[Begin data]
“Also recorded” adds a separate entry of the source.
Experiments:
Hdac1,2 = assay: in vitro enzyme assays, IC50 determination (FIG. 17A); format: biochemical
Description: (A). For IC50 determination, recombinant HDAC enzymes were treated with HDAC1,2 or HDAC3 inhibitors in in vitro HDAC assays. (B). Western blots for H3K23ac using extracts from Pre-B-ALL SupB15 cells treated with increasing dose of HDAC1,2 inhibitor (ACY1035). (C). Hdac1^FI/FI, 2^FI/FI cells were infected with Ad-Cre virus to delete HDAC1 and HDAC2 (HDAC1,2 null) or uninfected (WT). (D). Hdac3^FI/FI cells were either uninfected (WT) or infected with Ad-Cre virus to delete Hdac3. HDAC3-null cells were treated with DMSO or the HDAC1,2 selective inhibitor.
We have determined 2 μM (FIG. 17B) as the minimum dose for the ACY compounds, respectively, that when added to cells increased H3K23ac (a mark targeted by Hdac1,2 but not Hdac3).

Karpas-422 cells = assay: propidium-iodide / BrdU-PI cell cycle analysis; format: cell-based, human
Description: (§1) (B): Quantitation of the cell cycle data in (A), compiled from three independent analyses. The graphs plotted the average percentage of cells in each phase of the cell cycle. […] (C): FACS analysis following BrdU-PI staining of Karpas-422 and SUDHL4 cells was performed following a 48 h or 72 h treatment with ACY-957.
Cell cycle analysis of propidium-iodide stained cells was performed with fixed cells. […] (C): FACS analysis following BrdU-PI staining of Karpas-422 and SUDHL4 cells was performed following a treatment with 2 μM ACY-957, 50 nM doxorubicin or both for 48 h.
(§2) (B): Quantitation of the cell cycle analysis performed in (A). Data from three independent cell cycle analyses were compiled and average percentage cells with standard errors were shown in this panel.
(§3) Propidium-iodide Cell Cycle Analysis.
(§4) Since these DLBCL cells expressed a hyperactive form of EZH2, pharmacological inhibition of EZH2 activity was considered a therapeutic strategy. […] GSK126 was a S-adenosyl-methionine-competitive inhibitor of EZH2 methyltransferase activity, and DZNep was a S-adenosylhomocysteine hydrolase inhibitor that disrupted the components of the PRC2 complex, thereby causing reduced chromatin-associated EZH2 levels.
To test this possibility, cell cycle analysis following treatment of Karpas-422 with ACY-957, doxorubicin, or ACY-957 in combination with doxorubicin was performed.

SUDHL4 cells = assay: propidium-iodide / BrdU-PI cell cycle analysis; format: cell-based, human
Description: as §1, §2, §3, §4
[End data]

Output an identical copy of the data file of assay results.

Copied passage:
“Also recorded” adds a separate entry of the source.
Experiments:
Hdac1,2 = assay: in vitro enzyme assays, IC50 determination (FIG. 17A); format: biochemical
Description: (A). For IC50 determination, recombinant HDAC enzymes were treated with HDAC1,2 or HDAC3 inhibitors in in vitro HDAC assays. (B). Western blots for H3K23ac using extracts from Pre-B-ALL SupB15 cells treated with increasing dose of HDAC1,2 inhibitor (ACY1035). (C). Hdac1^FI/FI, 2^FI/FI cells were infected with Ad-Cre virus to delete HDAC1 and HDAC2 (HDAC1,2 null) or uninfected (WT). (D). Hdac3^FI/FI cells were either uninfected (WT) or infected with Ad-Cre virus to delete Hdac3. HDAC3-null cells were treated with DMSO or the HDAC1,2 selective inhibitor.
We have determined 2 μM (FIG. 17B) as the minimum dose for the ACY compounds, respectively, that when added to cells increased H3K23ac (a mark targeted by Hdac1,2 but not Hdac3).

Karpas-422 cells = assay: propidium-iodide / BrdU-PI cell cycle analysis; format: cell-based, human
Description: (§1) (B): Quantitation of the cell cycle data in (A), compiled from three independent analyses. The graphs plotted the average percentage of cells in each phase of the cell cycle. […] (C): FACS analysis following BrdU-PI staining of Karpas-422 and SUDHL4 cells was performed following a 48 h or 72 h treatment with ACY-957.
Cell cycle analysis of propidium-iodide stained cells was performed with fixed cells. […] (C): FACS analysis following BrdU-PI staining of Karpas-422 and SUDHL4 cells was performed following a treatment with 2 μM ACY-957, 50 nM doxorubicin or both for 48 h.
(§2) (B): Quantitation of the cell cycle analysis performed in (A). Data from three independent cell cycle analyses were compiled and average percentage cells with standard errors were shown in this panel.
(§3) Propidium-iodide Cell Cycle Analysis.
(§4) Since these DLBCL cells expressed a hyperactive form of EZH2, pharmacological inhibition of EZH2 activity was considered a therapeutic strategy. […] GSK126 was a S-adenosyl-methionine-competitive inhibitor of EZH2 methyltransferase activity, and DZNep was a S-adenosylhomocysteine hydrolase inhibitor that disrupted the components of the PRC2 complex, thereby causing reduced chromatin-associated EZH2 levels.
To test this possibility, cell cycle analysis following treatment of Karpas-422 with ACY-957, doxorubicin, or ACY-957 in combination with doxorubicin was performed.

SUDHL4 cells = assay: propidium-iodide / BrdU-PI cell cycle analysis; format: cell-based, human
Description: as §1, §2, §3, §4